How to Make a Pizza Grill With Your Gas Grill

Inside: Do you love wood-fired pizza? Have I got a hack for you! Here’s how to turn your grill into a pizza oven and take pizza night to the next level.

Create a pizza oven on your gas grill and elevate pizza night!

If you’re like me, you have opinions about pizza and don’t subscribe to the “even when it’s bad, it’s good” school of pizza thought.

I love a floppy, foldable slice of NYC-style and will happily dig into a wedge of deep dish Chicago with a knife and fork.

But my favorite pie is wood fired. It cooks quickly in a super-hot oven, giving it lovely charred edges and a smoky flavor.

I’ve been on a quest to recreate my favorite pizza at home (read: ), and I’ve considered buying one of those pricey tabletop pizza ovens.

Then a friend of mine shared this brilliant, game-changing hack with me: Turn your gas grill into a pizza oven.

Bubbly edges and charred crust = chef’s kiss

Why this works

You can cook pizza right on the grates with the lid closed, but it leaves something to be desired. You need to cook both sides of the crust, then add sauce and toppings. The top cooks but it’s a little…meh.

Instead, this method works in a similar way to a tabletop pizza oven. What you’re doing is creating a skinny, high-temperature slot. The preheated pizza steel or stone on top captures heat and radiates it down onto the top of the pizza while the gas flames below (on low or even turned off) cook the bottom.

Pizza night just got better!

What you need


  • This process involves high heat. Be careful with every step, especially pulling the hot pizza out of the grill.
  • Remember that the pizza steel holds and traps heat, so it will stay hot long after you’re done cooking.
  • Be sure your grill is clean-ish. A lot of grease buildup inside the grill can be dangerous at very high heats like this.
Arrange the bricks so they form a frame for the pizza steel to rest on.


Gather your supplies: A pizza steel, 6-8 standard-sized bricks, and aluminum foil (the foil is optional, for aesthetics).

Pick a spot: If you have a 3-burner grill, you’ll want your pizza pan to be directly over the center burner. If you have a 5-burner grill, you will have 1-2 burners under the pizza pan.

Arrange bricks: Wrap bricks in aluminum foil (or not) and arrange in an upside-down U-shaped pattern. Your pizza steel should rest on the back and sides of the bricks, and you should have space inside the upside-down “U” for your pizza screens (my screens are 12″ ). You can put your bricks on their sides (as in the photo above) or lay them flat (shown in the photo below). Both options work.

The bricks can be placed up on their sides or set flat


1. Light your grill: Turn all burners to high, and close the lid. Wait at least 20 minutes (ideally closer to 45) for the temperature to reach at least 500 degrees (but preferably higher). You’re getting the pizza steel good and hot.

2. Shape the dough: While the grill is preheating, use your fingers to shape the dough into a round that will fit on your pizza screen.

3. Spray the pizza screen: Use cooking spray and spray it all over VERY WELL so the dough doesn’t stick. This is best done over the kitchen sink.

4. Transfer the dough: Using your hands, move the dough onto the pizza screen and reshape it as needed. Add sauces and toppings.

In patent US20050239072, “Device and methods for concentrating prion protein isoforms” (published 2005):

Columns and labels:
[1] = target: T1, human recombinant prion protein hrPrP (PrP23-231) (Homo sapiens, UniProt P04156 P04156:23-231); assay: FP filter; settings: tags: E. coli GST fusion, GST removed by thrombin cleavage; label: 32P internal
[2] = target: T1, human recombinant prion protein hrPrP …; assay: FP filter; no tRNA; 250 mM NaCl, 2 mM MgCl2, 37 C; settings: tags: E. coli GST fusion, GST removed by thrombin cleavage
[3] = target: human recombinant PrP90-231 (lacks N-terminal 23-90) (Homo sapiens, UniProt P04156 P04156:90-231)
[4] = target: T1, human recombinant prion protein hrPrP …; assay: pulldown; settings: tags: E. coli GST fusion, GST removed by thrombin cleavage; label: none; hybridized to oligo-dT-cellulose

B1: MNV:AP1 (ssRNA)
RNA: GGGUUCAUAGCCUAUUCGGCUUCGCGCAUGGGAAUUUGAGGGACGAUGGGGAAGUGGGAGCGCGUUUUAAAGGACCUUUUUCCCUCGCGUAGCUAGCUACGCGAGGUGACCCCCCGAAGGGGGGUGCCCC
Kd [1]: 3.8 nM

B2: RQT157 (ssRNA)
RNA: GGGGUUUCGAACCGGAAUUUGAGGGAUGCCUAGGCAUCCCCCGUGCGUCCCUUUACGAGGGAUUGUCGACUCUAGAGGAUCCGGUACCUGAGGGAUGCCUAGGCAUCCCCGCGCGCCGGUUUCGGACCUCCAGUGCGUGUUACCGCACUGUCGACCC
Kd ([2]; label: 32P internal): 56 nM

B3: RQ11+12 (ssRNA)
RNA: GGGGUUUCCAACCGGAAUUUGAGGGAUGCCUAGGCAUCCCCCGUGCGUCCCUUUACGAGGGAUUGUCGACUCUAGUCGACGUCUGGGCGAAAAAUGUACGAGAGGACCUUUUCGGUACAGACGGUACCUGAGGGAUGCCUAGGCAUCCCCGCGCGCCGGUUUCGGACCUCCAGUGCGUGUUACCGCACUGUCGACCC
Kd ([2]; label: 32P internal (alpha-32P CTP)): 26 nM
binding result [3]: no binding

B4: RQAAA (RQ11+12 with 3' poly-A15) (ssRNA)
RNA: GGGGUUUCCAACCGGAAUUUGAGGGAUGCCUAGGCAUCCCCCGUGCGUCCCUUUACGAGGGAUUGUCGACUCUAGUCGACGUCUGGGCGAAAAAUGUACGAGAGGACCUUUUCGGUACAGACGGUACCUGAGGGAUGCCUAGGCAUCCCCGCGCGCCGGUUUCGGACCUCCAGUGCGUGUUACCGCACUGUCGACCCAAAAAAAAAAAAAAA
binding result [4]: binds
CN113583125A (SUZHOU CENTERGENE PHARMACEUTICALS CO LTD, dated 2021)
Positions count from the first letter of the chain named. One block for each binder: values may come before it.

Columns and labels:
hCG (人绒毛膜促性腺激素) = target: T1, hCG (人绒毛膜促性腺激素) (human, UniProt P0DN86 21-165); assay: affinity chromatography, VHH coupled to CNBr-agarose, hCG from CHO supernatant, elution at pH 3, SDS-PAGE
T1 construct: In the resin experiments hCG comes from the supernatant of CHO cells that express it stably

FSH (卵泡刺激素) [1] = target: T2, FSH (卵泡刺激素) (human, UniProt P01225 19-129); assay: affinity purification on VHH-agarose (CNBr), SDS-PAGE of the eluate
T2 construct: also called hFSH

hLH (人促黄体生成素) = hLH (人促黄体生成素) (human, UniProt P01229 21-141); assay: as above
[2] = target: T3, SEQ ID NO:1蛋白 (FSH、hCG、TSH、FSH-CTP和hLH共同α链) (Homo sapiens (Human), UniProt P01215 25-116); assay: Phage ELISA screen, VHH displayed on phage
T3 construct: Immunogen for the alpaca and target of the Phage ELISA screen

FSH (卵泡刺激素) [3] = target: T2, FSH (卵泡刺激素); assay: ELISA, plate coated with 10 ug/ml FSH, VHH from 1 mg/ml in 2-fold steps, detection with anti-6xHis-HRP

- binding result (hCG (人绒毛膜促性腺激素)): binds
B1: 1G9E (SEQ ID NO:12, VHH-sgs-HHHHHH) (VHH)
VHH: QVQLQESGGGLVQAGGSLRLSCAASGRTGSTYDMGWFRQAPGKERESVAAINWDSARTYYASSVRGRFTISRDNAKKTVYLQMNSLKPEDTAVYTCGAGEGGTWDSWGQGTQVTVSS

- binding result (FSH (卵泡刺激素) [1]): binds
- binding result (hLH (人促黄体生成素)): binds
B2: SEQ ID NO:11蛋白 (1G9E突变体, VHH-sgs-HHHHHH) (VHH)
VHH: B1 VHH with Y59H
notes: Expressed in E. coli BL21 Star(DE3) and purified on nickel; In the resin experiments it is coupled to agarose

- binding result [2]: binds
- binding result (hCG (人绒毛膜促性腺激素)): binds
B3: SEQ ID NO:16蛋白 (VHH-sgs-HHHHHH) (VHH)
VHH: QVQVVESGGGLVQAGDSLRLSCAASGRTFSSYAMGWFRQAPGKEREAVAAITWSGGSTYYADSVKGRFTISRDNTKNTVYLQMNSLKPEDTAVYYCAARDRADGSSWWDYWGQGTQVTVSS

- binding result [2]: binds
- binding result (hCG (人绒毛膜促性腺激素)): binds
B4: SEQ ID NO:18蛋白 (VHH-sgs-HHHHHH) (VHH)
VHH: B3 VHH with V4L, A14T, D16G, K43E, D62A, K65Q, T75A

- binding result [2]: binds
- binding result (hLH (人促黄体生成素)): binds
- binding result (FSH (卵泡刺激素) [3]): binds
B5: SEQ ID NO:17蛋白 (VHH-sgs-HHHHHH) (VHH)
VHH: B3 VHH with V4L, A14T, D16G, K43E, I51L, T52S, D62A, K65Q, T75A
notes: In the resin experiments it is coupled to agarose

5. Turn middle burner(s) to low: When you’re ready to cook the pizza, turn the burner(s) directly underneath your pizza pan to their lowest setting. Depending on the size of your grill and pizza pan, that might be one or two burners. (*Note: If your grill is very hot, you may be able to turn the burner(s) under the pizza off completely. This will take some experimentation to see what works best with your grill.) Keep the burners on the sides on high.

6. Slide the pizza under the steel: Using metal tongs (and preferably a heat-resistant glove) carefully slide the pizza screen under the pizza steel.

7. Rotate the pizza screen: After 3 minutes, carefully rotate the screen a half turn using the tongs and heatproof glove. Keep checking the pizza, especially the bottom, and remove when it’s reached the desired doneness.

8. Remove pizza: Using the tongs, carefully (see a pattern here? be careful!) slide out the pizza screen onto a baking sheet. Removing the pizza works best as a two-person job. I have two pizza screens, so I slide in the next pizza at this time.

9. Transfer: Move the pizza to a cutting board, let cool slightly, then slice and serve.

Shape the dough with your fingers and place it on a well-sprayed pizza screen before adding toppings

FAQ: Turning your grill into a pizza oven

What dough should I use?

My favorite speedy dough is this from Dinner: A Love Story, which makes three 12-inch pizzas. The friend who taught me this grill hack also vouches for Trader Joe’s refrigerated pizza dough.

What’s your favorite pizza sauce?

I’m a fan of saving time and using the super-affordable Dei Fratelli canned sauce. If you prefer a homemade version, I have a recipe for .

Using a heat-resistant glove helps prevent burns (but still be careful!!)

Can I use a pizza stone instead of a steel?

Maybe. But check the maximum temperature your stone can withstand. I learned that the hard way when mine cracked in the oven at 500 degrees.

What’s the difference between a pizza steel and a pizza stone?

A has a much higher heat conductivity than a stone, so your pizza cooks faster. It’s also more durable.

You can use a pizza steel in your oven and on your grill.

Do I really need a heatproof glove?

No, but I recommend it as a precaution. I accidentally touched the edge of the pizza screen when removing it once, which cause me to dropped the pizza on the ground and get a bad burn that I had to ice for hours. That pizza screen gets HOT!

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